5. The learned advocate for the appellant has urged that oral evidence to prove an adjustment under which the judgment-debtors were to be released from all further liability was inadmissible in evidence under Section 92, Evidence Act. He has relied on the case of Laahman Das v. Baba Ram Nath Kali Kamliwala A.I.R. 1922 All. 13. Piggott, J., did not express the view that Section 92 was a bar to the proof of such an adjustment. His judgment was based on the finding that in that case there had in fact been no adjustment of the decree at all but that there was merely an oraL agreement to adjust the decree which agreement had not been carried out. He came to the conclusion that in the execution proceedings the question of enforcing the specific performance of such an oral agreement did not arise. On this point Walsh, J., agreed with him, though he was inclined to regard the judgment-debtor's application as 'in substance a suit for specific performance'. No doubt he further expressed the view that the plea of adjustment amounted to setting up a new contract in substitution of the original decree and that such agreement could not be proved by verbal evidence in view of the provisions of Section 92. Being an opinion of a single Judge it is not absolutely binding upon me. With due respect, I am unable to agree that Section 92 is any bar to the proof of such adjustment. That section refers to any contract, grant or other disposition of property as well as any matter required by law to be reduced to the form of a document. But the words as between the parties to any such instrument 'suggest that the section applies to dispositive documents between contracting parties. A decree is not an instrument' between parties in the sense in which that expression is used in this section. I therefore do not think that a decree is covered by this section. It is also doubtful whether a proof of a subsequent adjustment of a decree can be said to amount to contradicting, varying, adding to or subtracting from the terms of the decree. A subsequent payment or adjustment of a decree is by no means a variation of its terms. I am therefore unable to hold that oral evidence to prove a subsequent adjustment, under which part of the decree was paid and the rest agreed not to be executed against the judgment-debtors, is inadmissible in evidence.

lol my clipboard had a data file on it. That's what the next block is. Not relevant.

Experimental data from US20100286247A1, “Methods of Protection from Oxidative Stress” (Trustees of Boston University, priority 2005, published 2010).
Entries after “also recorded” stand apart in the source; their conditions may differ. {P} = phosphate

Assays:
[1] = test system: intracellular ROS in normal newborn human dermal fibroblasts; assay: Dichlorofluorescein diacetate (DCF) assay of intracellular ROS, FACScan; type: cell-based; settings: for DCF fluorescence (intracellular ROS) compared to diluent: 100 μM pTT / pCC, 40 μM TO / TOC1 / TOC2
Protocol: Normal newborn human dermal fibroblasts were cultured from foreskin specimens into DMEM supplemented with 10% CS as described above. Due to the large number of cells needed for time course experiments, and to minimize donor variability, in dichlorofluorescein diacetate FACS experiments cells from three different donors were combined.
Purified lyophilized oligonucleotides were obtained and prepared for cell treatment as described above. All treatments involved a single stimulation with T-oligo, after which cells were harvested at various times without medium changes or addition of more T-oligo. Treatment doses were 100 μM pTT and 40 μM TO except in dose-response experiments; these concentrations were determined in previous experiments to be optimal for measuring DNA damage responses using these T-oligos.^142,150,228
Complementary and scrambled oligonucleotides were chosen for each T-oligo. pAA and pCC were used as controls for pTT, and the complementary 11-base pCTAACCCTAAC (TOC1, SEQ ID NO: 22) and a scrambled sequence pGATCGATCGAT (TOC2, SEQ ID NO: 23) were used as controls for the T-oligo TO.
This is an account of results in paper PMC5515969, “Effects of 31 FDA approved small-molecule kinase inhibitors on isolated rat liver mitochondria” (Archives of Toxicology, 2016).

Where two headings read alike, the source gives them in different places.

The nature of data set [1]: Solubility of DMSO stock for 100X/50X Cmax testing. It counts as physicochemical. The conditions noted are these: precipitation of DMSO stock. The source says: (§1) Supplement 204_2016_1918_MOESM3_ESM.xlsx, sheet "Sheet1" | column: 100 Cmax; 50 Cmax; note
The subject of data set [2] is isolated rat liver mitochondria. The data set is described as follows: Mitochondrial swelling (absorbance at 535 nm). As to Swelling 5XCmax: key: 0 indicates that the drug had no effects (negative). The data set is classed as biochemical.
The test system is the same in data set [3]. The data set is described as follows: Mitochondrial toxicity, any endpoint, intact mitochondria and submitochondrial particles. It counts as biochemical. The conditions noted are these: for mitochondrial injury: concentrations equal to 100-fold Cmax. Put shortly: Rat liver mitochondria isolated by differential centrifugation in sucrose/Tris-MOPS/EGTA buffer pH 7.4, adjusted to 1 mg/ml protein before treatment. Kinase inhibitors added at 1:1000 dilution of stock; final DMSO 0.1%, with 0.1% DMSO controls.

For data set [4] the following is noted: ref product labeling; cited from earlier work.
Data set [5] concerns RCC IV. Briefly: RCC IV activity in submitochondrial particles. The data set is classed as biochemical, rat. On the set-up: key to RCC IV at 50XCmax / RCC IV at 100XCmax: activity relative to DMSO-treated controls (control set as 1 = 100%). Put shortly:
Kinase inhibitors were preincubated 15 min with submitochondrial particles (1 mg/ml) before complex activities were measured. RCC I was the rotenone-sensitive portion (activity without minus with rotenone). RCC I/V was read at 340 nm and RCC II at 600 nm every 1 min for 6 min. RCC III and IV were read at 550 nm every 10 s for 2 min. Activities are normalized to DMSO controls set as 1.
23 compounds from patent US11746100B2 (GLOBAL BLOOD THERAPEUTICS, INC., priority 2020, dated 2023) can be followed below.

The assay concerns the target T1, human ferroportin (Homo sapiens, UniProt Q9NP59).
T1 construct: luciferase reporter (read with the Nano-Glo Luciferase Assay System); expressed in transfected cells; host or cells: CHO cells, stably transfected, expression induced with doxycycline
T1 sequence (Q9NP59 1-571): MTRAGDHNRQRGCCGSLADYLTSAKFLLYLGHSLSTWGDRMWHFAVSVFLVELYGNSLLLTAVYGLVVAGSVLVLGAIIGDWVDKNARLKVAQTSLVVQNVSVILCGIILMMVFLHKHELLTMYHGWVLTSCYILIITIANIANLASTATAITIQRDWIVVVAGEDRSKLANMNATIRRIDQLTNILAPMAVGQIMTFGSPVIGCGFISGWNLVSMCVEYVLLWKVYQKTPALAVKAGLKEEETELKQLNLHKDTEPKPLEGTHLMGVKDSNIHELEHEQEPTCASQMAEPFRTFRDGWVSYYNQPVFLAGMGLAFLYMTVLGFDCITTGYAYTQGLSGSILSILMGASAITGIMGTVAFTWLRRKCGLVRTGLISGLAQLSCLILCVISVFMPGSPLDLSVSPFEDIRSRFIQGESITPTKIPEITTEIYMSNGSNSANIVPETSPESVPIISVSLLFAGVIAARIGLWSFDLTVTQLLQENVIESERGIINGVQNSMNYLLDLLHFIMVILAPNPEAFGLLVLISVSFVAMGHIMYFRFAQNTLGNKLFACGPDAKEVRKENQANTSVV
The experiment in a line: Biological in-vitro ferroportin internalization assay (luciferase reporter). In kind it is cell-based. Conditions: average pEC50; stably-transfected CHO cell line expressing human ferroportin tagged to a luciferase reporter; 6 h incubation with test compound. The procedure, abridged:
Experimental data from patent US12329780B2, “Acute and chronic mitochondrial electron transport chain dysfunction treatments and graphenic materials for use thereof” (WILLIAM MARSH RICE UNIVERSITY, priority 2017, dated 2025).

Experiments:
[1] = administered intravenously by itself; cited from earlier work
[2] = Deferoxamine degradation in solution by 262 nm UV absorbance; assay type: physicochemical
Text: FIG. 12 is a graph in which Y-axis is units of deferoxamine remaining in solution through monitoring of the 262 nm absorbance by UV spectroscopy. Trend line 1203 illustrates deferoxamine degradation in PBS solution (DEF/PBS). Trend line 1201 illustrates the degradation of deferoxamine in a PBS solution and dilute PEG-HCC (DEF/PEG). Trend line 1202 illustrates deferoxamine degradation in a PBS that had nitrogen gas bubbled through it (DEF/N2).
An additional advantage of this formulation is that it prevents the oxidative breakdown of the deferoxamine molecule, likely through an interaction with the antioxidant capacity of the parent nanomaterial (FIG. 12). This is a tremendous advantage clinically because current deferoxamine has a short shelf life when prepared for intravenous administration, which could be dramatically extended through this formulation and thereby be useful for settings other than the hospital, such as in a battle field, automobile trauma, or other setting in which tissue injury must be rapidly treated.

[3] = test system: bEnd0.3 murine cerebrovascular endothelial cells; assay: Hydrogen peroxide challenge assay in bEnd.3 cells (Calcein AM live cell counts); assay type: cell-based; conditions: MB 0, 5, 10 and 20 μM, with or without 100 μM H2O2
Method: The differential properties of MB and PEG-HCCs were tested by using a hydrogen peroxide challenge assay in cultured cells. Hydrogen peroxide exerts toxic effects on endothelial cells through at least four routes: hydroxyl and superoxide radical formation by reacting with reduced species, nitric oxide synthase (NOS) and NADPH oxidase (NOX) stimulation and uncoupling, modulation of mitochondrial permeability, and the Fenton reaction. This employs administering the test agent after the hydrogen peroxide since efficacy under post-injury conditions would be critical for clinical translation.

6. I may mention that in many cases where the decree-holder, on receipt of consideration, agreed to an adjustment, and subsequently denied the adjustment and did not certify it to the Court, the judgment-debtor's remedy to sue for damages for breach of the contract has been well recognized. In all such suits oral evidence to prove the adjustment has of course to be admitted. The result therefore is that this appeal is dismissed with costs including in this Court fees on the higher scale.
7. P.S. Some days after the delivery of this judgment my attention was drawn to a Calcutta case, 24 I.C., 391, where also the opinion was expressed that a decree is not covered by the section.